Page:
Following the People's Climate March and with the arrival of heads of state from around the world, Climate Week has kicked off in New York City. While countries present their climate cases at the United Nations, we are thinking about how to reduce our personal impact on the climate. One solution: reduce food waste.
Whether you're building your own compost or donating your scraps to a local program, start setting those scraps aside with these simple kitchen collection tips! This fourth post in our composting series gives you the nitty-gritty on collecting and saving food scraps at home.
Rarely is the food, water and energy nexus presented as convenient, much less in ways that are easy to understand. But if you strip away all the complex discussions and you're left with this simple idea: A sustainable choice in any one of these three systems is likely to be a sustainable choice for the other two, as well.
You don't have to compost at home to recycle your organic scraps! Find a local grower, community program or join your municipal collection service to make saving and donating scraps easy. Check out this third post in our composting series to find out who really wants your compostables.
Never give up on your compost pile! If something goes wrong, you can usually set things straight in a few days. Learn about the basics to maintaining a healthy compost with the second installment in our composting series.
Find out which items you throw away are actually composting gold with this first post in our composting series. The next time you head to the trash or scrape your plate, take a moment to recognize how many of those scraps should be returned to the dirt - not trapped under layers of garbage.
Sharon Feuer Gruber and Wendy Stuart are the founders of Wide Net, a project that helps control Chesapeake Bay blue catfish (an invasive, non-native species) and provides a low-cost source of protein to hunger relief organizations in the Washington, DC area. Read on to find out about their other heroic endeavors.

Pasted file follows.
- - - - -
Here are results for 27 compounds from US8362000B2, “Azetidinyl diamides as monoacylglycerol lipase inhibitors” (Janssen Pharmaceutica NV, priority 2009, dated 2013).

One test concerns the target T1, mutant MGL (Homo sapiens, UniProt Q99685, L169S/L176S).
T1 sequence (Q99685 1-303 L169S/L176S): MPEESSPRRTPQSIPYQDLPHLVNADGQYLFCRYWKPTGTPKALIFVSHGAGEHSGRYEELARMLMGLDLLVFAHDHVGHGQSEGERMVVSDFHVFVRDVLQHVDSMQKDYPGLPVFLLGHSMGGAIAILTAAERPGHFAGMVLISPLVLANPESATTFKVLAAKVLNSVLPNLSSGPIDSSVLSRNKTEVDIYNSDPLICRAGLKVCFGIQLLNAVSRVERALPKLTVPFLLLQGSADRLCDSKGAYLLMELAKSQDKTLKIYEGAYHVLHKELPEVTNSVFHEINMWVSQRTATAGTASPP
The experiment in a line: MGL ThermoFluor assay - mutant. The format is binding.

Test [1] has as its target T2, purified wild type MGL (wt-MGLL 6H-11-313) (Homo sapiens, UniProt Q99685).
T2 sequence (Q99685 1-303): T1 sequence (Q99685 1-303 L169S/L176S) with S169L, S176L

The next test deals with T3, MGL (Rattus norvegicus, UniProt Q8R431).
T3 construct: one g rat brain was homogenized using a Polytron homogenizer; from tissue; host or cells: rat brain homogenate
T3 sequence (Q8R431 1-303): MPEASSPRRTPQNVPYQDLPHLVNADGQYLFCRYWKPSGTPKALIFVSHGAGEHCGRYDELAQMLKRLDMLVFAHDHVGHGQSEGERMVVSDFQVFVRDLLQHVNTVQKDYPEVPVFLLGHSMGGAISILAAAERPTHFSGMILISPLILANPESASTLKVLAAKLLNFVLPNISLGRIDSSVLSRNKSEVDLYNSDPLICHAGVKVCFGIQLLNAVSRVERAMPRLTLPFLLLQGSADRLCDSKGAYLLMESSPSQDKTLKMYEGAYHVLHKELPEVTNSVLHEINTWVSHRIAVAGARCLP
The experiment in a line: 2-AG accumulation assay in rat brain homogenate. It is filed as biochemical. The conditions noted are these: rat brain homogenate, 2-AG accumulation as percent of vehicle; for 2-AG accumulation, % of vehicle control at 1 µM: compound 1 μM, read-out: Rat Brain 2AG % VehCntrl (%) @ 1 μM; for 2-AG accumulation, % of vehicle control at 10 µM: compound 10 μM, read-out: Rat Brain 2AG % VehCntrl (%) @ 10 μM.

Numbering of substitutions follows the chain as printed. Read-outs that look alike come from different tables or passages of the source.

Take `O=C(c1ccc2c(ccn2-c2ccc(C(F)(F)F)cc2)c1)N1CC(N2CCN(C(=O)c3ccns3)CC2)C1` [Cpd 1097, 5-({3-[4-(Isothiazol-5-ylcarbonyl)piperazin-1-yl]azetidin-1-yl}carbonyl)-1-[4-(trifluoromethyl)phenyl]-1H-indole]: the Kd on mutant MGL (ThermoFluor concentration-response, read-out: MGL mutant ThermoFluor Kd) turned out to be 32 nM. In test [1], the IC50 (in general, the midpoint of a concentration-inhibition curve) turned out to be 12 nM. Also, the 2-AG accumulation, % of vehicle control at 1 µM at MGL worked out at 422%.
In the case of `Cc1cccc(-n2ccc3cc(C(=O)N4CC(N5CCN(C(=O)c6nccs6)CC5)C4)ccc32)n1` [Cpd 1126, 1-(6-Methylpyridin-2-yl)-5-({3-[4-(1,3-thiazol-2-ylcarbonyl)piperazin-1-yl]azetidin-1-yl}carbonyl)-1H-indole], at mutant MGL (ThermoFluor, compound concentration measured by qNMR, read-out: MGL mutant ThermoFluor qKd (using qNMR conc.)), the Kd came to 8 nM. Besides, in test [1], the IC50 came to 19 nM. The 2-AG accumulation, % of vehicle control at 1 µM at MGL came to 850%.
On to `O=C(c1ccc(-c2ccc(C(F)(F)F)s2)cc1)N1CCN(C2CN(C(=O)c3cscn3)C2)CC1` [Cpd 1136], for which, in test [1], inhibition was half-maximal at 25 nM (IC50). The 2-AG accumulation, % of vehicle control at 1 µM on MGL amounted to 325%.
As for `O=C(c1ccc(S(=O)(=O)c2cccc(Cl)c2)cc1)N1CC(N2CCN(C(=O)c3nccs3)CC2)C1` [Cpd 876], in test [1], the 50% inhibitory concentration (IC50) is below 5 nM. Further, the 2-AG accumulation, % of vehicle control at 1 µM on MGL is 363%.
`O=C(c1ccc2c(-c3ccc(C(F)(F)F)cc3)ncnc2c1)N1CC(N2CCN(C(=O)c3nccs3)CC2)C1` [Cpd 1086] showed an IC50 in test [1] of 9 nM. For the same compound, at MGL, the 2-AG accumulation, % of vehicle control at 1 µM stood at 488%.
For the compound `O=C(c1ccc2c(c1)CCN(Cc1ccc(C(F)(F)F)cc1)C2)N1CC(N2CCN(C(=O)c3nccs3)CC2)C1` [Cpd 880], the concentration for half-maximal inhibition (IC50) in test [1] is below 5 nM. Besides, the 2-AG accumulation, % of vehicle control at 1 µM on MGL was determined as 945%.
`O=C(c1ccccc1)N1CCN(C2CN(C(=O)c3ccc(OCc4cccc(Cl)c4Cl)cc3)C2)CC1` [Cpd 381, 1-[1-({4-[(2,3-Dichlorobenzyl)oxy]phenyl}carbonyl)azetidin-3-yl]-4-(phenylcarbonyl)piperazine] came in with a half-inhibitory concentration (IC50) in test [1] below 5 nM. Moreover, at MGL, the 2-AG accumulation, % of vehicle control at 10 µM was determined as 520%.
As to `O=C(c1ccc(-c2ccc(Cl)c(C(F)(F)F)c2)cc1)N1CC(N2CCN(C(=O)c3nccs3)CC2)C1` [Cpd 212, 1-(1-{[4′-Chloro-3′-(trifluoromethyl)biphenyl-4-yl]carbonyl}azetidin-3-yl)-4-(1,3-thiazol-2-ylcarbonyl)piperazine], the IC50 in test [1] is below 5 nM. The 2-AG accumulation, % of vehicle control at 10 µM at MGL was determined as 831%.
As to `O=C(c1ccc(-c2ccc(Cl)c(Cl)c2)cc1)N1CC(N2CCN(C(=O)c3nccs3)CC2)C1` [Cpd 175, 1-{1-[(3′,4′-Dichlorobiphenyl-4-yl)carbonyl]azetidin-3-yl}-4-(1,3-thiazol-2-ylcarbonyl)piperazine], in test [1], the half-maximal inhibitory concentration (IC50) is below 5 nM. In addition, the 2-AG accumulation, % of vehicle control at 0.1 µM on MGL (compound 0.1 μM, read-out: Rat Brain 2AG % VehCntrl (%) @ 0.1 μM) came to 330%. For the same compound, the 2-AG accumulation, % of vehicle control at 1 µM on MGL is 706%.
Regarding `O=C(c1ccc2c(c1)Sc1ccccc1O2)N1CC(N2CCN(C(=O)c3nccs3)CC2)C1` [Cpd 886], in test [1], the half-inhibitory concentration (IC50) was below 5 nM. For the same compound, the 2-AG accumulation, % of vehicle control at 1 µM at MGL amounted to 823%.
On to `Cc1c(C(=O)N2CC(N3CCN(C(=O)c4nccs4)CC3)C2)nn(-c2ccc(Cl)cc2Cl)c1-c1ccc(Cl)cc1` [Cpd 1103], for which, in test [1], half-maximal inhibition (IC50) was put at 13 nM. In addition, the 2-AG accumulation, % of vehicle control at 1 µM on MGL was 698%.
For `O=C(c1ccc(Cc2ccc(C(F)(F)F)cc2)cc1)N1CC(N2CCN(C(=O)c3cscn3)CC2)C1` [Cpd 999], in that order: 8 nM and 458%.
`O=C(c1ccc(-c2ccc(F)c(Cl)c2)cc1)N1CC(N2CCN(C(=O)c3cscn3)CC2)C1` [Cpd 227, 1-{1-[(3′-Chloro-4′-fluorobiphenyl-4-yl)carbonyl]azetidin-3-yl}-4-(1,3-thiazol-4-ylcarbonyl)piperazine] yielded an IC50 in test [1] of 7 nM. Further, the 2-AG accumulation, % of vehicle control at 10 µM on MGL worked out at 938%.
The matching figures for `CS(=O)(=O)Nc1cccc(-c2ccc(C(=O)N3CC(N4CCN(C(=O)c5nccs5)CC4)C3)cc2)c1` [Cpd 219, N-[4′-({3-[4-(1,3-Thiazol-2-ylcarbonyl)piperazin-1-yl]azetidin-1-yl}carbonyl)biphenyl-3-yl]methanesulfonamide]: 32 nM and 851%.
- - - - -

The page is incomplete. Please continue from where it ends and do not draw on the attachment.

This Earth Day, the Ecocentric team is celebrating by sharing our favorite eco-friendly tips and tricks! Whether you're an old hand at ninja energy efficiency tactics or setting up your first apartment, hopefully you'll find, as we did, that there's always more to pick up by way of sustainable living.
The nexus is a big concept, with big implications for us and our planet. Here, nexus expert Kyle Rabin answers the four most commonly asked questions about the food, water and energy nexus.
"Meet the Nexus: How Food, Water and Energy are Connected" is our new guide that shows how making even one good decision about how you use food, water or energy resources can have a positive impact on the others. Even the simple cheese slice you might have had for lunch has a rich story to tell!
An estimated 40 percent of food is wasted in the US every year, costly for consumers who toss thousands of dollars away, as well as our environment. Here's the good news: with a little help from your mobile devices, you can cut waste and spending using handy food waste apps.
If you are concerned about water shortages or want to do as much as you can to protect freshwater habitats, you might consider the following four ways to substantially lighten your personal water footprint. The arrival of a new year is always a good time to adopt new resolutions!
Every holiday season presents an overwhelming array of decisions, conundrums and opportunities for fun. Here are some good ones (we think) you might find interesting as we embark on The Most Wonderful Time of the Year. If nothing else, they're great conversation fodder!
Happy America Recycles Day! But wait, there's more! It's also National Clean Out Your Refrigerator Day. (Seriously!) In honor of these beloved occasions, and because we care about your sustainability, behold Ecocentric's greatest hits on recycling, food waste and more!
How to score a knockout in the fight against food waste and become a champion in your own kitchen.
Food date labels don't actually indicate food safety or tell consumers when food will spoil, but the confusing, poorly regulated system does contribute to food waste.